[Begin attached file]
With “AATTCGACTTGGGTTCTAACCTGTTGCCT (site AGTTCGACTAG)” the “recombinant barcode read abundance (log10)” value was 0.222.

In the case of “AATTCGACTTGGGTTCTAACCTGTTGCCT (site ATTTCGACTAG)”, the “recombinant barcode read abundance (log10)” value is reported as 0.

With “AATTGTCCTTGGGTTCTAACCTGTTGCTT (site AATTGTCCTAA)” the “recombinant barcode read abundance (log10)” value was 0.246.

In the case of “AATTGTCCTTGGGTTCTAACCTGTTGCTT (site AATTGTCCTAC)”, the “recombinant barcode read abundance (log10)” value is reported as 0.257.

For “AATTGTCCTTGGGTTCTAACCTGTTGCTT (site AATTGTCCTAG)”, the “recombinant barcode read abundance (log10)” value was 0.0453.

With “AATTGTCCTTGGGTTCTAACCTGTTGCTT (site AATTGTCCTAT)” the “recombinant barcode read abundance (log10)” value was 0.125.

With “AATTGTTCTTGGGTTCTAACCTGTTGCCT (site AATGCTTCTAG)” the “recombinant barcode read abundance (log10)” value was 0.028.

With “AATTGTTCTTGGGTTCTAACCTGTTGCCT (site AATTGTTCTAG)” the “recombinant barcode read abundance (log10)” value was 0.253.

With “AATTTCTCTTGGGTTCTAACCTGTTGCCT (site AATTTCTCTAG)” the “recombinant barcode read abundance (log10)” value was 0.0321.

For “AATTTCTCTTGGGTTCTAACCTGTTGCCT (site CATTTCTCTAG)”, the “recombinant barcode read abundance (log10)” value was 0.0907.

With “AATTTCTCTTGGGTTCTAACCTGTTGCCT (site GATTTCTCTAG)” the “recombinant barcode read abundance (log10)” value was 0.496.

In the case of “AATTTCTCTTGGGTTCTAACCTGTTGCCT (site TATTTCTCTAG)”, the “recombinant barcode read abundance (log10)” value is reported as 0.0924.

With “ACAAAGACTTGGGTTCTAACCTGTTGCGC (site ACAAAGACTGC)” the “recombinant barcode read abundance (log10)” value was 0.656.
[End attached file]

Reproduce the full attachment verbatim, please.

With “AATTCGACTTGGGTTCTAACCTGTTGCCT (site AGTTCGACTAG)” the “recombinant barcode read abundance (log10)” value was 0.222.

In the case of “AATTCGACTTGGGTTCTAACCTGTTGCCT (site ATTTCGACTAG)”, the “recombinant barcode read abundance (log10)” value is reported as 0.

With “AATTGTCCTTGGGTTCTAACCTGTTGCTT (site AATTGTCCTAA)” the “recombinant barcode read abundance (log10)” value was 0.246.

In the case of “AATTGTCCTTGGGTTCTAACCTGTTGCTT (site AATTGTCCTAC)”, the “recombinant barcode read abundance (log10)” value is reported as 0.257.

For “AATTGTCCTTGGGTTCTAACCTGTTGCTT (site AATTGTCCTAG)”, the “recombinant barcode read abundance (log10)” value was 0.0453.

With “AATTGTCCTTGGGTTCTAACCTGTTGCTT (site AATTGTCCTAT)” the “recombinant barcode read abundance (log10)” value was 0.125.

With “AATTGTTCTTGGGTTCTAACCTGTTGCCT (site AATGCTTCTAG)” the “recombinant barcode read abundance (log10)” value was 0.028.

With “AATTGTTCTTGGGTTCTAACCTGTTGCCT (site AATTGTTCTAG)” the “recombinant barcode read abundance (log10)” value was 0.253.

With “AATTTCTCTTGGGTTCTAACCTGTTGCCT (site AATTTCTCTAG)” the “recombinant barcode read abundance (log10)” value was 0.0321.

For “AATTTCTCTTGGGTTCTAACCTGTTGCCT (site CATTTCTCTAG)”, the “recombinant barcode read abundance (log10)” value was 0.0907.

With “AATTTCTCTTGGGTTCTAACCTGTTGCCT (site GATTTCTCTAG)” the “recombinant barcode read abundance (log10)” value was 0.496.

In the case of “AATTTCTCTTGGGTTCTAACCTGTTGCCT (site TATTTCTCTAG)”, the “recombinant barcode read abundance (log10)” value is reported as 0.0924.

With “ACAAAGACTTGGGTTCTAACCTGTTGCGC (site ACAAAGACTGC)” the “recombinant barcode read abundance (log10)” value was 0.656.